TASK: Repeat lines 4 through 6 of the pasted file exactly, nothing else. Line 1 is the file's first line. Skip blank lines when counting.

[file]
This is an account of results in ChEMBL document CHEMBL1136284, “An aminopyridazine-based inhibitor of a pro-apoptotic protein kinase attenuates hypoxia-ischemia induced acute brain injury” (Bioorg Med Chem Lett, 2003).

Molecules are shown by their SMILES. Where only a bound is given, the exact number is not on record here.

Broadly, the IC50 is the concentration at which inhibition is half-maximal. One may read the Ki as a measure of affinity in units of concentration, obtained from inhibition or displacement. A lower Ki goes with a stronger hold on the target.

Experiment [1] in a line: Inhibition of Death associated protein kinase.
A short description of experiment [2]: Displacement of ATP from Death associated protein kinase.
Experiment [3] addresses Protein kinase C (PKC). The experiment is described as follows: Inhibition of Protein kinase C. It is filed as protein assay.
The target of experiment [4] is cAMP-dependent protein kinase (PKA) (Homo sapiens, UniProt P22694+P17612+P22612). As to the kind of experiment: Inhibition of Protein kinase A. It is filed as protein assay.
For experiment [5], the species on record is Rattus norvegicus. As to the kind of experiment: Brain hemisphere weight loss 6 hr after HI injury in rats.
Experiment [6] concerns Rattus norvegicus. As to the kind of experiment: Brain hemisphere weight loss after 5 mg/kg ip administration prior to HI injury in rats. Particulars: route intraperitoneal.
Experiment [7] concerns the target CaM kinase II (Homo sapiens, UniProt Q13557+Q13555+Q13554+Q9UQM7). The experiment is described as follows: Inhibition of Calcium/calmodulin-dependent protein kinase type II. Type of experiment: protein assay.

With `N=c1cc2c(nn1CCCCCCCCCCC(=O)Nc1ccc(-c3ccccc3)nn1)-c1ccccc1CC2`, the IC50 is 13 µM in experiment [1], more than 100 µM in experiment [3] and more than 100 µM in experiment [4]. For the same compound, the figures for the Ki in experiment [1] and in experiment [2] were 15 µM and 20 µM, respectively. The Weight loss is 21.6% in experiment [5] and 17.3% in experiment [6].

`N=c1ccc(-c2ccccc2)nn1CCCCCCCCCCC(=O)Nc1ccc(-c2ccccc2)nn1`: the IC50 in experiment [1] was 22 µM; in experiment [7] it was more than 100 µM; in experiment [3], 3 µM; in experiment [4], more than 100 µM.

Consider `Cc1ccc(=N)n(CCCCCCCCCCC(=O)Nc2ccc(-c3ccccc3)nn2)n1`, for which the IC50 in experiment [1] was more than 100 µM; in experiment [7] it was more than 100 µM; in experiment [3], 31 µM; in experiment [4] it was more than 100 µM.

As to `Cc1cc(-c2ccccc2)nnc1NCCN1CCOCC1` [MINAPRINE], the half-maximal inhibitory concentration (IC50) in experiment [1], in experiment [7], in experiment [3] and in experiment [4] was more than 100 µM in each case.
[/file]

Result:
Experiment [1] in a line: Inhibition of Death associated protein kinase.
A short description of experiment [2]: Displacement of ATP from Death associated protein kinase.
Experiment [3] addresses Protein kinase C (PKC). The experiment is described as follows: Inhibition of Protein kinase C. It is filed as protein assay.